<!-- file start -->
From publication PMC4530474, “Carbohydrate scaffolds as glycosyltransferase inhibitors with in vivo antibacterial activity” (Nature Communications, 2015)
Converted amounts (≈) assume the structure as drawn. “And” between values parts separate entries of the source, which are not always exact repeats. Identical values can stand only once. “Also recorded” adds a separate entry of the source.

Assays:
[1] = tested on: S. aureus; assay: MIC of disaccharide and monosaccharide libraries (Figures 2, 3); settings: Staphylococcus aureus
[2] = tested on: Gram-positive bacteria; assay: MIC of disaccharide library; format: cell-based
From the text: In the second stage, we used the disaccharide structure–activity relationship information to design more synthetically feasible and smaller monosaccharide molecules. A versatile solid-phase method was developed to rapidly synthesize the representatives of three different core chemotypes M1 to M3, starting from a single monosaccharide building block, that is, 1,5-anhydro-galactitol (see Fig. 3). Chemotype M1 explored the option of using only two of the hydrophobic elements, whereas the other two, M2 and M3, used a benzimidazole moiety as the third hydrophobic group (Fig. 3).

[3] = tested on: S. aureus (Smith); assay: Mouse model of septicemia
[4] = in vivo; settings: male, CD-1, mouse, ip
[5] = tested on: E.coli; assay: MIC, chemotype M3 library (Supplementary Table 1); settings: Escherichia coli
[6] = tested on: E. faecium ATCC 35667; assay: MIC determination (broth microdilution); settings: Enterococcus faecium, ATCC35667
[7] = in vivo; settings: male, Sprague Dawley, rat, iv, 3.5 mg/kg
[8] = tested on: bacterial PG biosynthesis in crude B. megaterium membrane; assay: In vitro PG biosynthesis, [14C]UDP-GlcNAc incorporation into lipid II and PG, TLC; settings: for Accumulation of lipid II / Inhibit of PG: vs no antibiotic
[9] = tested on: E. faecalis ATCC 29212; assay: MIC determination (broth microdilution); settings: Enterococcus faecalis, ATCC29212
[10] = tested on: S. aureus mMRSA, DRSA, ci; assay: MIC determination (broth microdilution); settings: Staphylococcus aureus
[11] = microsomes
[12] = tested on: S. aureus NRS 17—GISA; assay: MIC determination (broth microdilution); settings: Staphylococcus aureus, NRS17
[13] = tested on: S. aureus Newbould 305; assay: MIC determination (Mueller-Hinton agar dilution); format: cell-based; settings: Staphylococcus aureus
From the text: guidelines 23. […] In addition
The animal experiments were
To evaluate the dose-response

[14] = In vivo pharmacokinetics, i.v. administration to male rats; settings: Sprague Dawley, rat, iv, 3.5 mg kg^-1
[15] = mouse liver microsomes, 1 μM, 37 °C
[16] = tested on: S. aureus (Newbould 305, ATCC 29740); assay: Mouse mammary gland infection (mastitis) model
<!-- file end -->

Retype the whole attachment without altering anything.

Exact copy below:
From publication PMC4530474, “Carbohydrate scaffolds as glycosyltransferase inhibitors with in vivo antibacterial activity” (Nature Communications, 2015)
Converted amounts (≈) assume the structure as drawn. “And” between values parts separate entries of the source, which are not always exact repeats. Identical values can stand only once. “Also recorded” adds a separate entry of the source.

Assays:
[1] = tested on: S. aureus; assay: MIC of disaccharide and monosaccharide libraries (Figures 2, 3); settings: Staphylococcus aureus
[2] = tested on: Gram-positive bacteria; assay: MIC of disaccharide library; format: cell-based
From the text: In the second stage, we used the disaccharide structure–activity relationship information to design more synthetically feasible and smaller monosaccharide molecules. A versatile solid-phase method was developed to rapidly synthesize the representatives of three different core chemotypes M1 to M3, starting from a single monosaccharide building block, that is, 1,5-anhydro-galactitol (see Fig. 3). Chemotype M1 explored the option of using only two of the hydrophobic elements, whereas the other two, M2 and M3, used a benzimidazole moiety as the third hydrophobic group (Fig. 3).

[3] = tested on: S. aureus (Smith); assay: Mouse model of septicemia
[4] = in vivo; settings: male, CD-1, mouse, ip
[5] = tested on: E.coli; assay: MIC, chemotype M3 library (Supplementary Table 1); settings: Escherichia coli
[6] = tested on: E. faecium ATCC 35667; assay: MIC determination (broth microdilution); settings: Enterococcus faecium, ATCC35667
[7] = in vivo; settings: male, Sprague Dawley, rat, iv, 3.5 mg/kg
[8] = tested on: bacterial PG biosynthesis in crude B. megaterium membrane; assay: In vitro PG biosynthesis, [14C]UDP-GlcNAc incorporation into lipid II and PG, TLC; settings: for Accumulation of lipid II / Inhibit of PG: vs no antibiotic
[9] = tested on: E. faecalis ATCC 29212; assay: MIC determination (broth microdilution); settings: Enterococcus faecalis, ATCC29212
[10] = tested on: S. aureus mMRSA, DRSA, ci; assay: MIC determination (broth microdilution); settings: Staphylococcus aureus
[11] = microsomes
[12] = tested on: S. aureus NRS 17—GISA; assay: MIC determination (broth microdilution); settings: Staphylococcus aureus, NRS17
[13] = tested on: S. aureus Newbould 305; assay: MIC determination (Mueller-Hinton agar dilution); format: cell-based; settings: Staphylococcus aureus
From the text: guidelines 23. […] In addition
The animal experiments were
To evaluate the dose-response

[14] = In vivo pharmacokinetics, i.v. administration to male rats; settings: Sprague Dawley, rat, iv, 3.5 mg kg^-1
[15] = mouse liver microsomes, 1 μM, 37 °C
[16] = tested on: S. aureus (Newbould 305, ATCC 29740); assay: Mouse mammary gland infection (mastitis) model